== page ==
On a collective level, the mistreatment of female sex workers by police, johns and society represents a vicious form of sexism and misogyny. Sex workers’ customers, the vast majority of whom are men, may be vilified by their spouses or communities when it is discovered that they regularly visit or have visited sex workers, but this behavior is treated as an individual act, not a condemnation of the man’s entire existence.
Women, on the other hand, are treated as if sex work is not just their “job” or even their “crime,” but their entire existence. Police officers and judges don’t treat sex workers as women who have violated a law, they treat them as “prostitutes,” actually often referring to them in much cruder terms. Likewise for johns who see them only as bodies or specific body parts at that; and for the homeowners or angry wives who want them out of their neighborhoods, seeing them as eyesores, temptresses or carriers of disease rather than human beings.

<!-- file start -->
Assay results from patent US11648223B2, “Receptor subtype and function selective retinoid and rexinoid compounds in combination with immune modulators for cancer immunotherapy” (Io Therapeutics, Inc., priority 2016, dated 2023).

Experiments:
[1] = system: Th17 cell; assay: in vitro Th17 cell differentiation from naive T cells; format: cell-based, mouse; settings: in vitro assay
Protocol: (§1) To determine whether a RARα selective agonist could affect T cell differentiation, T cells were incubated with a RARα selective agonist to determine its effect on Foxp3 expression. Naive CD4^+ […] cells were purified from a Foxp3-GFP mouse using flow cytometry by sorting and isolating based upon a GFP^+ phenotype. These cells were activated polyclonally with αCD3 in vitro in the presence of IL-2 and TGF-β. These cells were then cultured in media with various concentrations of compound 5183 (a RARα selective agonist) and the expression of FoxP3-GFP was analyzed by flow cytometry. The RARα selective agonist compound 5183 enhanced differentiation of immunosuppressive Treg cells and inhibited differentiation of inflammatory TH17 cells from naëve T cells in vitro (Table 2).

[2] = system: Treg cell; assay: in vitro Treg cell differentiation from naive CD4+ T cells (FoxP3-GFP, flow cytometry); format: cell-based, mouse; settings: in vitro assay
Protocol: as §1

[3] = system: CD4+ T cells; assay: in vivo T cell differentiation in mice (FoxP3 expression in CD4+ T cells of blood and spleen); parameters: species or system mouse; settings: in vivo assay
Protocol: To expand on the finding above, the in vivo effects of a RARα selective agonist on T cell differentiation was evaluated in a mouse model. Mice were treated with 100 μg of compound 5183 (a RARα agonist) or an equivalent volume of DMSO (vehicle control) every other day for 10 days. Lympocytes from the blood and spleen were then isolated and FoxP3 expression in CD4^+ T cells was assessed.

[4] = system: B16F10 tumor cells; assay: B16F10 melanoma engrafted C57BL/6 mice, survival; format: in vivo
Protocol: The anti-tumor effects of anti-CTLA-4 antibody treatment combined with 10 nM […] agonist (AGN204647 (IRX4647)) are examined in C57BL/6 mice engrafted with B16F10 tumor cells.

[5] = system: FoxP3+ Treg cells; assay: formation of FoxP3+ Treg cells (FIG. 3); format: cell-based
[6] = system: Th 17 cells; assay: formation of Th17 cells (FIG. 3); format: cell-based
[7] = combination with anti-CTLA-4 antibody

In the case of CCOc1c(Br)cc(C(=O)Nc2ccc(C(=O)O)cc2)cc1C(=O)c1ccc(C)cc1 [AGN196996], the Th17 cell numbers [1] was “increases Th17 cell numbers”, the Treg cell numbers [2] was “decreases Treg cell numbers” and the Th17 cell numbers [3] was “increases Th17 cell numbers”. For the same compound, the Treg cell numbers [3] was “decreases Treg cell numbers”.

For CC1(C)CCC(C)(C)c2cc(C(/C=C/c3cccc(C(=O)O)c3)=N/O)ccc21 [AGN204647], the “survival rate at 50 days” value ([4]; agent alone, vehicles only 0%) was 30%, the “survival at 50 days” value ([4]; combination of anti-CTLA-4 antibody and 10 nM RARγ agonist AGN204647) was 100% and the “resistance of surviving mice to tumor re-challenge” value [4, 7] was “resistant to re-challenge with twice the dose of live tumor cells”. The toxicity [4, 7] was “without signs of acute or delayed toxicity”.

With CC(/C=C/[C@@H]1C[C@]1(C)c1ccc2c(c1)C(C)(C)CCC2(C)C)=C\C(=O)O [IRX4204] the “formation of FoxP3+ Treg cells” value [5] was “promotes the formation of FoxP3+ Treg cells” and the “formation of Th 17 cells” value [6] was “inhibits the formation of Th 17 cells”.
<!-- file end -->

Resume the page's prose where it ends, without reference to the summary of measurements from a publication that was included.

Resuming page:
This societal treatment of sex workers on the moral level is mirrored on the judicial level, where sex workers bear the brunt of the criminal justice system while johns usually get off relatively lightly. In 2002, the Chicago police department made 4,486 arrests for prostitution-related offenses. That included 953 john-related arrests and 67 arrests for pimping/pandering, so with the exception of some men arrested for male prostitution, women were arrested at about four times the rate men were.”